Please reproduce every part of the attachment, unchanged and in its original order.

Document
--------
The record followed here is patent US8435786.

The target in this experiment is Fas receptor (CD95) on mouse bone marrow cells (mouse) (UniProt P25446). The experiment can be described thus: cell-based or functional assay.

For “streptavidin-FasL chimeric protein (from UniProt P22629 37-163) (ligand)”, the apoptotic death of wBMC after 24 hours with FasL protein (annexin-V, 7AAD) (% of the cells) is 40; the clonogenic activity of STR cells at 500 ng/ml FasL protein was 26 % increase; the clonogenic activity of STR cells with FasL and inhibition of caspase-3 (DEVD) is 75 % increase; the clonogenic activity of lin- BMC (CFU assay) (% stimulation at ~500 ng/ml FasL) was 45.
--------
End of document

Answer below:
The record followed here is patent US8435786.

The target in this experiment is Fas receptor (CD95) on mouse bone marrow cells (mouse) (UniProt P25446). The experiment can be described thus: cell-based or functional assay.

For “streptavidin-FasL chimeric protein (from UniProt P22629 37-163) (ligand)”, the apoptotic death of wBMC after 24 hours with FasL protein (annexin-V, 7AAD) (% of the cells) is 40; the clonogenic activity of STR cells at 500 ng/ml FasL protein was 26 % increase; the clonogenic activity of STR cells with FasL and inhibition of caspase-3 (DEVD) is 75 % increase; the clonogenic activity of lin- BMC (CFU assay) (% stimulation at ~500 ng/ml FasL) was 45.